Portuguese Panther Wins Haleiwa, Two More Surfers Shore Up CT Slots
In-depth qualification updates can be found here:
They started the Haleiwa Pro too early this morning.
The first heats were stuck surfing waves between Peaks and the proper Haleiwa bowl, and most surfers caught three waves or fewer. The predicted swell was on its way, as indicated by an early morning bump on the Kauai buoys, but the WSL wanted to run the event early.
Probably so they could surf in the arvo. It’s pumping everywhere right now.
The quarterfinals were decided by tactical maneuvering rather than on-wave performance. Winning heat totals ranged from mid-eight to mid-twelve. A true slog-fest.
In semifinal one, the swell finally showed. Performances soared. Ethan Ewing proved what we already knew—that the Australian’s rail game is leagues beyond his QS “peers’,” and that he deserves to surf on the CT for the next decade-plus. The QS is not worthy of his ability.
Wade Carmichael showed similar control, but his steel-toed approach put holes through two separate boards, leaving Avoca Jesus stranded on the beach for a full three minutes while he awaited his second back-up. The clock hit zero before Wade could back up a high seven. Leo Fio advanced in his place. (Luckily for Wade, he’s already requalified through the CT.)
Semi two, the swell disappeared again. In the few waves he caught, Slater couldn’t find the magic on his Akila Aipa thurster. The waves were, apparently, too small for his 5’3 Cymatic. What we’d give to live in Slater’s brain for a day.
Frederico Moráis won that heat with seven points while Matthew McGillivray followed closely behind. With this progression, both surfers effectively shored up their spots on the 2020 Championship Tour.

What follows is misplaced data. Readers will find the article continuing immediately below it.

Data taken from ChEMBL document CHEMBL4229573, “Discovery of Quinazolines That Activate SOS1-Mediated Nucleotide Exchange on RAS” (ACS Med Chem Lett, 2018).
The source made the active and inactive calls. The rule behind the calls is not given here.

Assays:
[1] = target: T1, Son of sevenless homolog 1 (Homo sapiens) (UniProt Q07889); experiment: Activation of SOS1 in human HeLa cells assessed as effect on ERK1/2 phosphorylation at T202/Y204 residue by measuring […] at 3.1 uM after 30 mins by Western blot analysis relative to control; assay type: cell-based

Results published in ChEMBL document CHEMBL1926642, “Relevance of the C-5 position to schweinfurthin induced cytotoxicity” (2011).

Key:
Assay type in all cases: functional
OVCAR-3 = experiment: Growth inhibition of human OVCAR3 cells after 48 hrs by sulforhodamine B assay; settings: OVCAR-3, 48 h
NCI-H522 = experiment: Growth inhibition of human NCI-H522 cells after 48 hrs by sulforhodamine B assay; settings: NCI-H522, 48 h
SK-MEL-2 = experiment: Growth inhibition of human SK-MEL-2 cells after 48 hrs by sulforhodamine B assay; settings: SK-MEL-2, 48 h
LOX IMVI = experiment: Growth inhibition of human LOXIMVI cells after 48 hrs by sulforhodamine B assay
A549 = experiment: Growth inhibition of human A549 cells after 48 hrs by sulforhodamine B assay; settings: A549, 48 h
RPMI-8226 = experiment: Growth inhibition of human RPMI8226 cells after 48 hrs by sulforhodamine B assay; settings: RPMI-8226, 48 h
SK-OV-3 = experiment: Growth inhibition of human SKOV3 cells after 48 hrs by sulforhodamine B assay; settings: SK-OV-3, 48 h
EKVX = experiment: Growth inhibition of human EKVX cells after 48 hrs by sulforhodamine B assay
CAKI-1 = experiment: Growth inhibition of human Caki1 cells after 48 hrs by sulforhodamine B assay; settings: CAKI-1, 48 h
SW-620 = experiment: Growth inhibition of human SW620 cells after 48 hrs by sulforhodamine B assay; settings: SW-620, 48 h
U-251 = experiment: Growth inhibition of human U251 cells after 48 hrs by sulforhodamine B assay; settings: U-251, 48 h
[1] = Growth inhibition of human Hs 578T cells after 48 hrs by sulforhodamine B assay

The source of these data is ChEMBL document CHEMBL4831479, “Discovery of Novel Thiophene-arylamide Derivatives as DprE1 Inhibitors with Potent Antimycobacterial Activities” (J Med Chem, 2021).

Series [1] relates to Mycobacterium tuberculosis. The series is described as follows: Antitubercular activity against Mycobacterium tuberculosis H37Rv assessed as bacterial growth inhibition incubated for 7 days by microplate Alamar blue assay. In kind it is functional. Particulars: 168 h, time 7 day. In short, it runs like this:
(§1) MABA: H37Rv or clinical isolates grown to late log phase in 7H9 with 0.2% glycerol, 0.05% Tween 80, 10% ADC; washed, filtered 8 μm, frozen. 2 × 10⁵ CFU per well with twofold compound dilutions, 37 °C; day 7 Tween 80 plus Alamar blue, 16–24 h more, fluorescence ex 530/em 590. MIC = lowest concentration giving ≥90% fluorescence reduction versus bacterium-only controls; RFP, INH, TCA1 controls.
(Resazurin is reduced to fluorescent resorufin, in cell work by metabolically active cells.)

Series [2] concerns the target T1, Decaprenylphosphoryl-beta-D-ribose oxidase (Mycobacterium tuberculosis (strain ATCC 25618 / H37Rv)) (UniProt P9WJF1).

Freddy, you know well; the monarch of meat n potatoes. The square-stanced stallion. The Portuguese panther. Frederico once beat John John at A+ J-Bay, and he’ll look to fool the judges again next year.
Matt McGillivray is a young South African—22 to be exact—who is a classically trained and technically adept surfer. Whether or not his clinical approach will appeal to Tour judges remains to be seen, but history does not favor rookie technicians. Power and huevos seem to be the key to first-year success (see: Seth Moniz, Wade Carmichael, and Connor O’Leary, rookies of the year in 2017/18/19).
The final was another tepid affair. As Ross noted, the predicted six-to-eight foot waves never materialized. It seemed the new energy was spreading itself wide rather than tall, leading to small, stretched-out walls that were difficult to surf. Frederico Morais found slower, more shouldery waves than his competitors, allowing a greater number of turns and therefore greater scores.
Leo and Ethan each had a chance in the dying minute, but their waves shut down quick. Year-old iPhones in the liquid form. The Portuguese panther reigned supreme, followed by Leo, then Matt, then Ethan.
Here’s the QS breakdown:
Frederico Morais went from sixth to first on the QS; his CT spot is now guaranteed.
Leo Fioravanti went from 174th to 36th on the QS. This is vital for Leo, as it’s unlikely he’ll receive a CT injury wildcard in 2020 (Mikey Wright and ADS will probably lay claim to those). He’ll need first or second at Sunset to requalify.
Matthew McGillivray went from 13th to sixth on the QS. It is very likely that will be enough for him to qualify.
Ethan Ewing went from 41st to 17th on the QS. He’ll need something like a semifinal at Sunset to requalify.
Connor O’Leary went from eighth to seventh on the QS. It’s likely that will be enough for him to requalify.
Barron Mamiya went from 12th to 10th on the QS. He’ll most likely need to better one of his results at Sunset to qualify.
As it currently stands, Deivid Silva remains in a qualifying position on both the QS and CT. If this is still true following Sunset and Pipe, the 11th-rated QS surfer will earn a CT 2020 slot.
Any further questions should be answered here.
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